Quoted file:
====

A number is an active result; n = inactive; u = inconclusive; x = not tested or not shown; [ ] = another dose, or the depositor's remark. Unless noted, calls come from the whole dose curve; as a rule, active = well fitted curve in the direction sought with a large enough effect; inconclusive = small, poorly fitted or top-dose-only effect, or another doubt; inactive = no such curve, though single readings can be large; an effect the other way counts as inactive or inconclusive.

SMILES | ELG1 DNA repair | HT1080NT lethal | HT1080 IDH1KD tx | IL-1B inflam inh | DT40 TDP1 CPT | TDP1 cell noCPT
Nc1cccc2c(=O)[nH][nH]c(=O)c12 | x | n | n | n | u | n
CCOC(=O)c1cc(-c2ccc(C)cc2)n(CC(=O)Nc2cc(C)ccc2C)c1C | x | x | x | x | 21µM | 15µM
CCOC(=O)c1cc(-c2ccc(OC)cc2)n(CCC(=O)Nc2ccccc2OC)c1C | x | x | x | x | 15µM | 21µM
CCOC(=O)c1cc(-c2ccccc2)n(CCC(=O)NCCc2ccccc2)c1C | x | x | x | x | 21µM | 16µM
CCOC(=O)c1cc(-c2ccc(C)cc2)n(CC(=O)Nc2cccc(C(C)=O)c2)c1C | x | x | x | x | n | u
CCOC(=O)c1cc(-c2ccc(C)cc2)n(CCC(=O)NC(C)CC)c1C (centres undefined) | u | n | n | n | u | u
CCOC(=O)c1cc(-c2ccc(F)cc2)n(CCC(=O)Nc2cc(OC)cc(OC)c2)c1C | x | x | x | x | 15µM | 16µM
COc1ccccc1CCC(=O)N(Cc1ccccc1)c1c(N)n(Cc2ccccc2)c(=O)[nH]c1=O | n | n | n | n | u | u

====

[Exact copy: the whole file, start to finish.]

A number is an active result; n = inactive; u = inconclusive; x = not tested or not shown; [ ] = another dose, or the depositor's remark. Unless noted, calls come from the whole dose curve; as a rule, active = well fitted curve in the direction sought with a large enough effect; inconclusive = small, poorly fitted or top-dose-only effect, or another doubt; inactive = no such curve, though single readings can be large; an effect the other way counts as inactive or inconclusive.

SMILES | ELG1 DNA repair | HT1080NT lethal | HT1080 IDH1KD tx | IL-1B inflam inh | DT40 TDP1 CPT | TDP1 cell noCPT
Nc1cccc2c(=O)[nH][nH]c(=O)c12 | x | n | n | n | u | n
CCOC(=O)c1cc(-c2ccc(C)cc2)n(CC(=O)Nc2cc(C)ccc2C)c1C | x | x | x | x | 21µM | 15µM
CCOC(=O)c1cc(-c2ccc(OC)cc2)n(CCC(=O)Nc2ccccc2OC)c1C | x | x | x | x | 15µM | 21µM
CCOC(=O)c1cc(-c2ccccc2)n(CCC(=O)NCCc2ccccc2)c1C | x | x | x | x | 21µM | 16µM
CCOC(=O)c1cc(-c2ccc(C)cc2)n(CC(=O)Nc2cccc(C(C)=O)c2)c1C | x | x | x | x | n | u
CCOC(=O)c1cc(-c2ccc(C)cc2)n(CCC(=O)NC(C)CC)c1C (centres undefined) | u | n | n | n | u | u
CCOC(=O)c1cc(-c2ccc(F)cc2)n(CCC(=O)Nc2cc(OC)cc(OC)c2)c1C | x | x | x | x | 15µM | 16µM
COc1ccccc1CCC(=O)N(Cc1ccccc1)c1c(N)n(Cc2ccccc2)c(=O)[nH]c1=O | n | n | n | n | u | u